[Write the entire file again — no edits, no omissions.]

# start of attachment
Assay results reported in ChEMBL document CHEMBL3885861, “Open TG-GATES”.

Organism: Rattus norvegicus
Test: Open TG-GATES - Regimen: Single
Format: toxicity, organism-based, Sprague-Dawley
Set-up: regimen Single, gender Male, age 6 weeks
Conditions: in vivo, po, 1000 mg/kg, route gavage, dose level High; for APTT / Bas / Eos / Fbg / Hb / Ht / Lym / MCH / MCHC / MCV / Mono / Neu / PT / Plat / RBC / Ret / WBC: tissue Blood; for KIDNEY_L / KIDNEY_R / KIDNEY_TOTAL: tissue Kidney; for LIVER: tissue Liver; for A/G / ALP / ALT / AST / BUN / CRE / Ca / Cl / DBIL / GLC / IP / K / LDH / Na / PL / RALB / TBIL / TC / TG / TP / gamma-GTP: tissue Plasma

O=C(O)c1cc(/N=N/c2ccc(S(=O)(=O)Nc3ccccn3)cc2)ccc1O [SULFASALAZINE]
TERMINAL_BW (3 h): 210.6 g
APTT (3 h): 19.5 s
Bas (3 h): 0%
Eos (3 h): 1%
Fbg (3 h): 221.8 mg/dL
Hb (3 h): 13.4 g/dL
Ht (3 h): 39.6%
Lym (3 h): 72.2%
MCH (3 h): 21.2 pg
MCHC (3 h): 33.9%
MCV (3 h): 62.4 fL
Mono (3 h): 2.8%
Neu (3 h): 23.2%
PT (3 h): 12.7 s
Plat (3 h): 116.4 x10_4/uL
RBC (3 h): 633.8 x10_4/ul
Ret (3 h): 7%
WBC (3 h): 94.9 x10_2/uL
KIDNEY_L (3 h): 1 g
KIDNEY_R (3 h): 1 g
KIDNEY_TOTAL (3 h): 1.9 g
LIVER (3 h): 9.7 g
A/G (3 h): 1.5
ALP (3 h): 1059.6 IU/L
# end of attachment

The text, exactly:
Assay results reported in ChEMBL document CHEMBL3885861, “Open TG-GATES”.

Organism: Rattus norvegicus
Test: Open TG-GATES - Regimen: Single
Format: toxicity, organism-based, Sprague-Dawley
Set-up: regimen Single, gender Male, age 6 weeks
Conditions: in vivo, po, 1000 mg/kg, route gavage, dose level High; for APTT / Bas / Eos / Fbg / Hb / Ht / Lym / MCH / MCHC / MCV / Mono / Neu / PT / Plat / RBC / Ret / WBC: tissue Blood; for KIDNEY_L / KIDNEY_R / KIDNEY_TOTAL: tissue Kidney; for LIVER: tissue Liver; for A/G / ALP / ALT / AST / BUN / CRE / Ca / Cl / DBIL / GLC / IP / K / LDH / Na / PL / RALB / TBIL / TC / TG / TP / gamma-GTP: tissue Plasma

O=C(O)c1cc(/N=N/c2ccc(S(=O)(=O)Nc3ccccn3)cc2)ccc1O [SULFASALAZINE]
TERMINAL_BW (3 h): 210.6 g
APTT (3 h): 19.5 s
Bas (3 h): 0%
Eos (3 h): 1%
Fbg (3 h): 221.8 mg/dL
Hb (3 h): 13.4 g/dL
Ht (3 h): 39.6%
Lym (3 h): 72.2%
MCH (3 h): 21.2 pg
MCHC (3 h): 33.9%
MCV (3 h): 62.4 fL
Mono (3 h): 2.8%
Neu (3 h): 23.2%
PT (3 h): 12.7 s
Plat (3 h): 116.4 x10_4/uL
RBC (3 h): 633.8 x10_4/ul
Ret (3 h): 7%
WBC (3 h): 94.9 x10_2/uL
KIDNEY_L (3 h): 1 g
KIDNEY_R (3 h): 1 g
KIDNEY_TOTAL (3 h): 1.9 g
LIVER (3 h): 9.7 g
A/G (3 h): 1.5
ALP (3 h): 1059.6 IU/L